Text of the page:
ST. PAUL, Minn. — Jon Lurie is alive to enjoy Christmas with his son, thanks to some quick thinking by those around him.
Lurie was checking in at the Leonard Center, a workout facility on the campus of Macalester College, with his 11-year-old son Malcolm, when it started.
“I felt a sudden, total dizziness,” Lurie recalled. “I felt like I was going into shock. I tried to lie down and prop my feet up, but I passed out.”
Lurie suffered from sudden cardiac death, a condition where the heart simply stops. Typically, victims die within eight to 10 minutes. But he was in the right place, at the right time.
Kim Chandler, the athletic director at Macalester and a 1983 graduate of Fredericktown High School, saw what was happening. She and building manager Soren Nelson grabbed the facility’s AED (automated external defibrillator) and immediately used it to shock Lurie’s heart back to a normal state.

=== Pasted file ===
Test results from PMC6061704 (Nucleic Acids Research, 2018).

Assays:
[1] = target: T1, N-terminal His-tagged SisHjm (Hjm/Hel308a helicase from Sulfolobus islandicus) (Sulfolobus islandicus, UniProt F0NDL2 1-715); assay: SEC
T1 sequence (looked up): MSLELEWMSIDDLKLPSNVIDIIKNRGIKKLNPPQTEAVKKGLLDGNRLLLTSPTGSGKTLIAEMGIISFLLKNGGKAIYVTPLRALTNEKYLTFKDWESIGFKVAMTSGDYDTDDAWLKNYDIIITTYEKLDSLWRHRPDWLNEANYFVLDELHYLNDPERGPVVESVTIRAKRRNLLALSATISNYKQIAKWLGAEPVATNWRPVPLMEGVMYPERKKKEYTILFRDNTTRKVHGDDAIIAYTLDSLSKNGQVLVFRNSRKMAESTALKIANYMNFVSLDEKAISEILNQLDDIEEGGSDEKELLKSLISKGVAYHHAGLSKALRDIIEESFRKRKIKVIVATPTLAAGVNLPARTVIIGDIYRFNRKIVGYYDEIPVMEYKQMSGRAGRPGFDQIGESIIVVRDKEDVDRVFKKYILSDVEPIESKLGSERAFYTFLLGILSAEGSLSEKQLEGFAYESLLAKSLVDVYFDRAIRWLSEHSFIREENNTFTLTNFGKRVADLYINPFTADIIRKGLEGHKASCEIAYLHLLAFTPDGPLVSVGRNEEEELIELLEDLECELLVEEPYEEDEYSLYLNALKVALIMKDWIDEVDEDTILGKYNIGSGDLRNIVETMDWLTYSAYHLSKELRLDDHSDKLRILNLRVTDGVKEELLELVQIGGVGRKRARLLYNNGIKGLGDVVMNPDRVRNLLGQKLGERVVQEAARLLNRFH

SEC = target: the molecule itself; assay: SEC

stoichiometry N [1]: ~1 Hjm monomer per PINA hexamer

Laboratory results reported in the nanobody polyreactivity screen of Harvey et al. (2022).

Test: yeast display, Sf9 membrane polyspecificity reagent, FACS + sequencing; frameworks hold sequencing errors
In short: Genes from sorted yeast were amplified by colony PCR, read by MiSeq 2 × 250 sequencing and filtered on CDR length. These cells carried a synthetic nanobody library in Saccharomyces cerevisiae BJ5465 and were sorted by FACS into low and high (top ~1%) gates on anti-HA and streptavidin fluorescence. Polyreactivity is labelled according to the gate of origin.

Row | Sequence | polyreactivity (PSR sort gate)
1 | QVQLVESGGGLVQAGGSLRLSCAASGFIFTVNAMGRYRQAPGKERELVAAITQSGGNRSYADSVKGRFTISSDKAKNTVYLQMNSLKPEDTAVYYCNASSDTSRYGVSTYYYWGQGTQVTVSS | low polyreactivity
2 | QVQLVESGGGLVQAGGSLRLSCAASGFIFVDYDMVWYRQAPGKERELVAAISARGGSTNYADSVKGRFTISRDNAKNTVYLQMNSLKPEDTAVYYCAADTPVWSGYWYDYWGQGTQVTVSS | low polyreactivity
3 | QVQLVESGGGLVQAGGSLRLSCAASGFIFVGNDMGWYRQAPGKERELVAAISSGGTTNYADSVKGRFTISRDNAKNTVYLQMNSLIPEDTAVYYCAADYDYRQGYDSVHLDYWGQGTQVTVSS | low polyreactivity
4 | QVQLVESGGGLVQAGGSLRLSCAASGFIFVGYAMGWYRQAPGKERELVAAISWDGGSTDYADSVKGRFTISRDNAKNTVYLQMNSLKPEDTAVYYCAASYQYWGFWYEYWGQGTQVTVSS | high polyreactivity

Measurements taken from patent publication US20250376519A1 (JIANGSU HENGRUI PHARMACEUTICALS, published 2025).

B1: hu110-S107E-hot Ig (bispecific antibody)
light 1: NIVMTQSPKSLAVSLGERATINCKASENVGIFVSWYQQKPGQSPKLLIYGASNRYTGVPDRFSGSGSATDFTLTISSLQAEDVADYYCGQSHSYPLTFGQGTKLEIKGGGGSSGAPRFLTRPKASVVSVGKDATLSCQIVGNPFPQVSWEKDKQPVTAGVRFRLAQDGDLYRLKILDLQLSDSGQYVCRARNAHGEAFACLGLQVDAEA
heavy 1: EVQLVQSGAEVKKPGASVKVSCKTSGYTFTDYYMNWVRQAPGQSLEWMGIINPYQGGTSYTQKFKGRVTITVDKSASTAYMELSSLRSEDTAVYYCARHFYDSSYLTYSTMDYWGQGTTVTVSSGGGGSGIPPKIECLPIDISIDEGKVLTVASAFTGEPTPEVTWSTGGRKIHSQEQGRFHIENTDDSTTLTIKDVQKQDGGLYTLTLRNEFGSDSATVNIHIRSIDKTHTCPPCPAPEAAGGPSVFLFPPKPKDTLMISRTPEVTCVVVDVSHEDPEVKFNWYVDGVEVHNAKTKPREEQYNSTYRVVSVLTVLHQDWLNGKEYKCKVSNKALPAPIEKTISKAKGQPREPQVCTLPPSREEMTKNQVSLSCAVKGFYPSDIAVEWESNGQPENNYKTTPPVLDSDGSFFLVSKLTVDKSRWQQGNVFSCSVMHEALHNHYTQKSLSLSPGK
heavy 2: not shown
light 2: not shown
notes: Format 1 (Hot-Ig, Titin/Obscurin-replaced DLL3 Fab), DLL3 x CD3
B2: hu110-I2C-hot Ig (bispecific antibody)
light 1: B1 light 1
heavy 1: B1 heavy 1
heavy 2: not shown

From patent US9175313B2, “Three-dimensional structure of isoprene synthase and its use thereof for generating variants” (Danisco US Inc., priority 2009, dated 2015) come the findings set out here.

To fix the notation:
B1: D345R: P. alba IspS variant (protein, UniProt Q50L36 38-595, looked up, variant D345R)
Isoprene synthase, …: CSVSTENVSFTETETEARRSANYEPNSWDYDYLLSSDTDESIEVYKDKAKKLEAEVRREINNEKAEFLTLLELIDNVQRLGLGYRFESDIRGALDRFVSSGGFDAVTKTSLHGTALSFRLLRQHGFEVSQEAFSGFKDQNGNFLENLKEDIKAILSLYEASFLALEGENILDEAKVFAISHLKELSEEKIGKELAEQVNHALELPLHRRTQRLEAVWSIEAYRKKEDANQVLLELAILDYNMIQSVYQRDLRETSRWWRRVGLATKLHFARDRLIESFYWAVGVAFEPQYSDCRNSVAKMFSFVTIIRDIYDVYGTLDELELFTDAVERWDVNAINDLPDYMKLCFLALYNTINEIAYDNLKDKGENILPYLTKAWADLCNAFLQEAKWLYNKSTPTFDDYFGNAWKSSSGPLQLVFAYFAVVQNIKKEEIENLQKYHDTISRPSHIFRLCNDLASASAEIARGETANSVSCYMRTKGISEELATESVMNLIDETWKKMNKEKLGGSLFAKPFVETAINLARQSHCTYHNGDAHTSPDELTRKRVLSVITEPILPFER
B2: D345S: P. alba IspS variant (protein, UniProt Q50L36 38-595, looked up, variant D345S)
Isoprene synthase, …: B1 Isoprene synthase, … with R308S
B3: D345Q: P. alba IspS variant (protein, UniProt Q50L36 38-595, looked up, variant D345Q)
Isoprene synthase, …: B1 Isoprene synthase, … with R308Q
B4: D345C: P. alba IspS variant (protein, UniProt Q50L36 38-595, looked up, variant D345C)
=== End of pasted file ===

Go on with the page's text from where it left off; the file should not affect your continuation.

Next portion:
“He had turned blue,” Chandler recalled, “and he had stopped breathing.”
Chandler’s mom, Theresa, works at IMESCO in Fredericktown.
“The next thing I remember, I was in the ambulance,” Lurie said. “My son was with me. He was pretty shaken. I think I was more surprised to see him than he was to see me, though, because apparently I had been responding, but I don’t remember any of it.”
Doctors at the University of Minnesota hospital say that, had Chandler and Nelson not used an AED, Lurie would have almost certainly died.
“I’ve always led a healthy lifestyle,” Lurie said. “I’ve been a vegetarian for most of my life. I exercise frequently. I had no idea why this was happening.”
Then doctors diagnosed Lurie with an extremely rare heart disease in which granulomas –– small tumors –– grow on the heart wall. These granulomas can disrupt the electrical impulses of the heart. Fewer than 1,000 cases have ever been diagnosed.
Now Lurie has a pacemaker to control his disease. But there is no cure for what he has.